Food: $3,800

Based on the University of Otago’s report on the New Zealand Estimated Food Costs 2020

and 2021 for a child aged between 5-10 on a moderate budget, adjusted for 16% food price inflation since the end of 2021.

 

Common Surprise Expenses 

  • Entertainment: this might be extra subscriptions (hello, Disney Plus at $155 per year) or family activities (e.g. a family pass for two adults and two kids will set you back $91.50 at Orana Wildlife Park, $116 at Kelly Tarltons, $129 at Weta Workshop - you get the picture).

  • Christmas, birthday parties and gifts: even for parents who aren’t OTT, the cost of attending birthday parties regularly, hosting one once a year and presents under the Christmas tree can add up quickly.

  • Activities: on top of the price of classes (sports, music, dance, drama or art) there’s also the equipment and materials, plus petrol costs to get them there.

  • Private education: Catholic schools charge compulsory attendance dues of $402.50-$626 per year for primary school students depending on your region, plus donations on top of that of $500-$1,000. Independent primary schools charge around $20,000 per year in fees. For all schools, there will also be uniforms, stationery, class trips and camps.

The Teen Years (age 13-18)

Housing: $7,800 plus another $7,800 if you have two kids now

Based on a $150 weekly difference in median rent due to moving from a 1 bedroom to 2 bedroom flat and then from a 2 bedroom flat to 3 bedroom house. 

Top tip: see our top tip for Middle Childhood above

Food: $5,500 for an adolescent child

Based on the University of Otago’s report on the New Zealand Estimated Food Costs 2020

and 2021 for an adolescent child on a moderate budget, adjusted for 16% food price inflation since the end of 2021.

Top tip: see our top tip for Middle Childhood above

Transportation: No accurate estimate available

Research suggests that transport costs are the third highest cost for families with teenagers. Transport costs tend to peak when children are aged 15 to 17 because they start learning to drive and tend to participate in activities located further from home.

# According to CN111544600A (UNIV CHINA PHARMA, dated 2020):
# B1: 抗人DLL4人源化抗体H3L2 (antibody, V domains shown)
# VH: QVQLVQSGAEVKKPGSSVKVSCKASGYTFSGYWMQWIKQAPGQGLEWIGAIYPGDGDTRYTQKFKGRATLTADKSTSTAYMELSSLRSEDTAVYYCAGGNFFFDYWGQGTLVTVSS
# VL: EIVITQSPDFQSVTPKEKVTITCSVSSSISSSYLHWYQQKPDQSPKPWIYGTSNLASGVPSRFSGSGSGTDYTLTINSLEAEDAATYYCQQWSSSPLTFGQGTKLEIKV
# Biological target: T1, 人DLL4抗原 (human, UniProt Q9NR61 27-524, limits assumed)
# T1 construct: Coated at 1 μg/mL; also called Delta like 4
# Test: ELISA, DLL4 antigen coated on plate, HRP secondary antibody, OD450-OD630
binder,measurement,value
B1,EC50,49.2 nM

Top tip: Getting your teen to carpool or take public transport can reduce costs. You may also want them to fully fund or contribute to a car purchase, which is a good way to build that saving muscle. 

Common Surprise Expenses 

  • Medical expenses: while great medical care is available through the public system, some parents opt for private care to get their child seen to faster or to be able to choose the doctor - which is where private medical insurance can be helpful. Common procedures include tonsillectomy ($4,000-$5,600), endometriosis surgery for young women ($9,800-$18,000) and braces ($6,000-$10,000).

  • Tutoring: you may find that your child needs a bit of extra assistance outside of the classroom, with tutors costing $20-60 per hour.

  • Private education: Catholic schools charge around compulsory attendance dues of $626-$1,500 per year for secondary school students depending on your region, plus donations on top of that of around $1,200. Independent secondary schools charge around $25,000 per year in fees. For all schools, there will also be uniforms, stationery, class trips and camps.

Final Note

With a bit of planning, diligence and potentially investing it is entirely possible for children to have only a very small impact on your long term wealth accumulation. This article was not intended to scare you or put you off, but instead to help you position your family for a little less financial stress and to open up future opportunities to help your kids out.